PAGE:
This Autumn, Tate Britain will be examining how Britain’s Empire influenced the creation and collection of art for the last 400 years. The exhibition will also explore how the artists themselves were able to resist and reflect the Empire through their work.

It will feature the work that spans across the British Isles, North America, Asia and beyond, showcasing a wide range of different art.

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Anonymous Delhi School, Mahadaji Sindhia entertaining a British naval officer and military officer with a Nautch c.1815-20.

Although today ‘Empire’ has become a controversial term thanks to its histories of war, conquest and slavery which are difficult to address today but its legacies can be found everywhere. Artist and Empire will concentrate on the people who created, promoted or confronted the British Empire through their work, bringing together over 200 pieces of art.

The exhibition will show how the meaning of these paintings, drawings and sculptures has changed over time, asking what they mean to us today.

By drawing from major public and private collections, Artist and Empire will investigate the different routes that art were created and collected. Historic paintings by artists such as George Stubbs, Anthony Van Dyck, Johan Zoffany, Lady Butler and Thomas Daniell will be shown alongside Indian miniatures and Maori artefacts – offering an insight into how each was made and collected.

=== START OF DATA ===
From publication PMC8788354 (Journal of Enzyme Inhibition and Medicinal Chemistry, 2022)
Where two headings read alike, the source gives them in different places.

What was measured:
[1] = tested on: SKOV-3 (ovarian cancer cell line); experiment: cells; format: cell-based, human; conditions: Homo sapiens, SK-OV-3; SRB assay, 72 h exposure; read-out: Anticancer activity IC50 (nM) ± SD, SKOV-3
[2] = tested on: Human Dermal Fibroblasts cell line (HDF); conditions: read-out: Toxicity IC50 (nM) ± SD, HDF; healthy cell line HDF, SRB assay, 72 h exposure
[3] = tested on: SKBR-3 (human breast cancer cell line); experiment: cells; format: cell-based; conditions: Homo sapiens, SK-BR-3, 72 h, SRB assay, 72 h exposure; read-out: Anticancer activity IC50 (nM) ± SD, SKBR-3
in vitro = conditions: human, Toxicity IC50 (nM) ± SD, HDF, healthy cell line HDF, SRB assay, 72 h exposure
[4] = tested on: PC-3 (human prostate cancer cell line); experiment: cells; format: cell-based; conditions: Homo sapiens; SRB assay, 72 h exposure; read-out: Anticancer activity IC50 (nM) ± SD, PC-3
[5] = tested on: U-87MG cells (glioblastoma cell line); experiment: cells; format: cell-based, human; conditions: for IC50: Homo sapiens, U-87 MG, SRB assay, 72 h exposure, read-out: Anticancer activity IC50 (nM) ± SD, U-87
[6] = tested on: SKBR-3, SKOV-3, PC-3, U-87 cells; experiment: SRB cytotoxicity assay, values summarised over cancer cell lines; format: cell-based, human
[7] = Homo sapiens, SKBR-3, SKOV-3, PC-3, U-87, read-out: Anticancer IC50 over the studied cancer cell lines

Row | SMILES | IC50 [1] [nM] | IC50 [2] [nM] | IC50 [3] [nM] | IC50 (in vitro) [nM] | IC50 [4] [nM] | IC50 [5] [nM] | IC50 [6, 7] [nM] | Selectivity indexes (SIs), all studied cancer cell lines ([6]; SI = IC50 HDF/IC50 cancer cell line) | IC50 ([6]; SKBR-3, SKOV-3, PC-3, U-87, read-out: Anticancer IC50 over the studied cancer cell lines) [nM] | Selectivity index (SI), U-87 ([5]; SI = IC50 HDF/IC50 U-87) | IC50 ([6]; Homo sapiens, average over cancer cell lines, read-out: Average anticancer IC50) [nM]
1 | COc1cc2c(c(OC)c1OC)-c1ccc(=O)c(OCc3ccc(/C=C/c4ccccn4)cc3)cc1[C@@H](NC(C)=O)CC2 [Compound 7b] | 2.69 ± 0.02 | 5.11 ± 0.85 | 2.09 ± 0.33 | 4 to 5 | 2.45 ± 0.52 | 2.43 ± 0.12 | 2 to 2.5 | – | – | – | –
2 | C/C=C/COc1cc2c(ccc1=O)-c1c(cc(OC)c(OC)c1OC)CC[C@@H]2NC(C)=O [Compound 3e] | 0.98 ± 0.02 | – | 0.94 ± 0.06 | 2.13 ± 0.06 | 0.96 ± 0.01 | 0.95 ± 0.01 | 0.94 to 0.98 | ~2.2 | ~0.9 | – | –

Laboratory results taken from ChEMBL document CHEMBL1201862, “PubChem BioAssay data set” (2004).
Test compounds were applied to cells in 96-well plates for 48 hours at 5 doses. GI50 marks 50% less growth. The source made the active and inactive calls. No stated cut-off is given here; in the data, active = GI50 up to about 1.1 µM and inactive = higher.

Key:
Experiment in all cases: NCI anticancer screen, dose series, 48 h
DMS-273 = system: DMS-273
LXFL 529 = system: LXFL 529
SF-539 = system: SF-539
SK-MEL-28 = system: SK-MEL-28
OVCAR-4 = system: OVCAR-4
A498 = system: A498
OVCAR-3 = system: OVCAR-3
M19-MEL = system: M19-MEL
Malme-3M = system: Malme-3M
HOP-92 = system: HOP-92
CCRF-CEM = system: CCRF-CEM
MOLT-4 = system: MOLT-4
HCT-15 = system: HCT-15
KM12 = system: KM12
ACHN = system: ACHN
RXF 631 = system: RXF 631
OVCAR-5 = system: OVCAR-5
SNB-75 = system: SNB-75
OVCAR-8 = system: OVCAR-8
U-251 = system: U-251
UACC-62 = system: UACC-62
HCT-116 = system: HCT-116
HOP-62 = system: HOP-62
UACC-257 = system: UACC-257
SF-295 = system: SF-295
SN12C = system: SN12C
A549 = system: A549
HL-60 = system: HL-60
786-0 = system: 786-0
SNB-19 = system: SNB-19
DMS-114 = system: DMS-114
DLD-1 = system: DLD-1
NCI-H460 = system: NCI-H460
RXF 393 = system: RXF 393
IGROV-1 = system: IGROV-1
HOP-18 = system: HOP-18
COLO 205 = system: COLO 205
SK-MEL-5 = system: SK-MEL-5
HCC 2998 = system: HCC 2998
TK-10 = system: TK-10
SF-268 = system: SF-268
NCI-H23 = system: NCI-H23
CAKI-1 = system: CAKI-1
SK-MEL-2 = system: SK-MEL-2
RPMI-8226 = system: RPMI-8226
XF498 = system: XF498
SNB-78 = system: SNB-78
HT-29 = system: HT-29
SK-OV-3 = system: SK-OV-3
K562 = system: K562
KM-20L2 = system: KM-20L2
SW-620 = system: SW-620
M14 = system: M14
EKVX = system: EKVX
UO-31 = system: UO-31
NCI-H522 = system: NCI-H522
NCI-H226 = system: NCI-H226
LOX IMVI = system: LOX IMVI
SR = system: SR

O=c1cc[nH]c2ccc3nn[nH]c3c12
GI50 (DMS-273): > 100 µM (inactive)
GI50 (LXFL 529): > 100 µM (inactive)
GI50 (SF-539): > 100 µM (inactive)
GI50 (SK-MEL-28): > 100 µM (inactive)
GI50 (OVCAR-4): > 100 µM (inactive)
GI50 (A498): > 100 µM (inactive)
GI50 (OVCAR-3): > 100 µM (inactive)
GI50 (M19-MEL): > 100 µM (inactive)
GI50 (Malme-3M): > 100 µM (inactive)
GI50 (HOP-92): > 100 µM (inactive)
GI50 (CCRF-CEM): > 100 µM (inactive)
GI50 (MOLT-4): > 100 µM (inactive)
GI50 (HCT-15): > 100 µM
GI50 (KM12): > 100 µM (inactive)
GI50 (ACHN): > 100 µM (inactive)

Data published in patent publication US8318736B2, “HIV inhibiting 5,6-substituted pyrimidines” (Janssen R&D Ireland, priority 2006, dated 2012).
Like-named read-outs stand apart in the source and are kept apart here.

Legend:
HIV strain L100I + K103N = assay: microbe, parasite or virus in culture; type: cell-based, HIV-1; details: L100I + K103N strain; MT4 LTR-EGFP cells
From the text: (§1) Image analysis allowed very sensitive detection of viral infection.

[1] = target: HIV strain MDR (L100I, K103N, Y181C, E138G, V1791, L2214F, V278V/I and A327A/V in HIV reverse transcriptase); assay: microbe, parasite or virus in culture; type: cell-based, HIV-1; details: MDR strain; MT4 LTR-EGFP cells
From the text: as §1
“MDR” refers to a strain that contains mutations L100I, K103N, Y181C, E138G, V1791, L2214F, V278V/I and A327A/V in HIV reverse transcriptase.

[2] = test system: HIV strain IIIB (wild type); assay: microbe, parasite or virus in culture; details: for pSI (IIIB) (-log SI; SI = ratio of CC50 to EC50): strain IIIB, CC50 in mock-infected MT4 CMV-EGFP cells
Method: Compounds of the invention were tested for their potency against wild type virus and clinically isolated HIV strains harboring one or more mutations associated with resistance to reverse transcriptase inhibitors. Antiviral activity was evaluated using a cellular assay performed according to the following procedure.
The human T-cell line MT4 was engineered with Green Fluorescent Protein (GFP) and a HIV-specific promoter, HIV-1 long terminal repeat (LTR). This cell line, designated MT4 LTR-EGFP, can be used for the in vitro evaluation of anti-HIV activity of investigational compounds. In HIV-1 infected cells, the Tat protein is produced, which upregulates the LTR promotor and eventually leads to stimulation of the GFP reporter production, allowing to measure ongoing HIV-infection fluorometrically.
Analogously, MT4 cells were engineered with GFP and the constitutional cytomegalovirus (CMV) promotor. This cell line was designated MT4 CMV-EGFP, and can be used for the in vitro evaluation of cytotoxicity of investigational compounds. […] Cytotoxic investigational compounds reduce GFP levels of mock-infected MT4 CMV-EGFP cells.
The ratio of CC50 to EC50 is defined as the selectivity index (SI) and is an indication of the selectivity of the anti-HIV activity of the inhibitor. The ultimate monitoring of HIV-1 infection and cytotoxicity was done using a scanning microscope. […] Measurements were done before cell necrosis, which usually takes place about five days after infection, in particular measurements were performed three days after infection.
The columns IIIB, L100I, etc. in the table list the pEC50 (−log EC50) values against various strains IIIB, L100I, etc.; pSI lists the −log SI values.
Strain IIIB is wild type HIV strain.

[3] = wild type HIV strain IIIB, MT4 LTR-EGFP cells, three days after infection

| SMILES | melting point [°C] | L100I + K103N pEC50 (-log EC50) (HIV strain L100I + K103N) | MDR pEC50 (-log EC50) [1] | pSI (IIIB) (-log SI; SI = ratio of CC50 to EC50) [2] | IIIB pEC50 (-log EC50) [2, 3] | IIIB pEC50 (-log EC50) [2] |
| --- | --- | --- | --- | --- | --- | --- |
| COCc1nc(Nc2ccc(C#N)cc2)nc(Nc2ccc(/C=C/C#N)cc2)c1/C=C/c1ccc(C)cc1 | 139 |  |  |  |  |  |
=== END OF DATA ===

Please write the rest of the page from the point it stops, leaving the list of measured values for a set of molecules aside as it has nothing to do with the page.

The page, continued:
The display will start in the 16th century, showing how artists were able to map the world and its resources. But it will also reveal how carefully staged paintings of international events were dramatised to manipulate the sympathies of audiences in Britain.

It does sound like another fascinating compare and contrast exhibition at Tate Britain, which will present history in an interesting way that will get visitors thinking.

Artist and Empire will be on display to the public from the 25th November until 10th April 2016.